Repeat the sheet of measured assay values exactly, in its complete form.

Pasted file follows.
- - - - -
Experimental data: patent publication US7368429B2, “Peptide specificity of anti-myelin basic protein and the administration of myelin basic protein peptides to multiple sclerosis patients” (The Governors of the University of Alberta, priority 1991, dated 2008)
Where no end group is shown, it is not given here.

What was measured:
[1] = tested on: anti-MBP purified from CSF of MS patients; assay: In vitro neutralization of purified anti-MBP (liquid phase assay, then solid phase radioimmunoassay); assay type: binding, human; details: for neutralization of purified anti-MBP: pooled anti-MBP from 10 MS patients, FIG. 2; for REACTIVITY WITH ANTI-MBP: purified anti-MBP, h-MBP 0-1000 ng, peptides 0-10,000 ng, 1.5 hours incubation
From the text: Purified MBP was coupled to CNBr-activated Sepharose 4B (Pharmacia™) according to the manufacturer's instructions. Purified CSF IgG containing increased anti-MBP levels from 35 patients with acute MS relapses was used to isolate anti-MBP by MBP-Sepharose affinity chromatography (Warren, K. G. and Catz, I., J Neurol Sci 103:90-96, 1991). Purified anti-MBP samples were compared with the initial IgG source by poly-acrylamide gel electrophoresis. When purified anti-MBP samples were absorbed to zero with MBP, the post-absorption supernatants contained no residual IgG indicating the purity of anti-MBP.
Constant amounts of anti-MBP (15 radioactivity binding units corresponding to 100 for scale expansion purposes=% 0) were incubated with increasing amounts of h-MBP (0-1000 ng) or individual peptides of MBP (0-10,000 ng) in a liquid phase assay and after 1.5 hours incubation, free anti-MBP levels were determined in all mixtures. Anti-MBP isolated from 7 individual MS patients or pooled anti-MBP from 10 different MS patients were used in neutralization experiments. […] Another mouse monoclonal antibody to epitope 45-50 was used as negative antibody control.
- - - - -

Experimental data: patent publication US7368429B2, “Peptide specificity of anti-myelin basic protein and the administration of myelin basic protein peptides to multiple sclerosis patients” (The Governors of the University of Alberta, priority 1991, dated 2008)
Where no end group is shown, it is not given here.

What was measured:
[1] = tested on: anti-MBP purified from CSF of MS patients; assay: In vitro neutralization of purified anti-MBP (liquid phase assay, then solid phase radioimmunoassay); assay type: binding, human; details: for neutralization of purified anti-MBP: pooled anti-MBP from 10 MS patients, FIG. 2; for REACTIVITY WITH ANTI-MBP: purified anti-MBP, h-MBP 0-1000 ng, peptides 0-10,000 ng, 1.5 hours incubation
From the text: Purified MBP was coupled to CNBr-activated Sepharose 4B (Pharmacia™) according to the manufacturer's instructions. Purified CSF IgG containing increased anti-MBP levels from 35 patients with acute MS relapses was used to isolate anti-MBP by MBP-Sepharose affinity chromatography (Warren, K. G. and Catz, I., J Neurol Sci 103:90-96, 1991). Purified anti-MBP samples were compared with the initial IgG source by poly-acrylamide gel electrophoresis. When purified anti-MBP samples were absorbed to zero with MBP, the post-absorption supernatants contained no residual IgG indicating the purity of anti-MBP.
Constant amounts of anti-MBP (15 radioactivity binding units corresponding to 100 for scale expansion purposes=% 0) were incubated with increasing amounts of h-MBP (0-1000 ng) or individual peptides of MBP (0-10,000 ng) in a liquid phase assay and after 1.5 hours incubation, free anti-MBP levels were determined in all mixtures. Anti-MBP isolated from 7 individual MS patients or pooled anti-MBP from 10 different MS patients were used in neutralization experiments. […] Another mouse monoclonal antibody to epitope 45-50 was used as negative antibody control.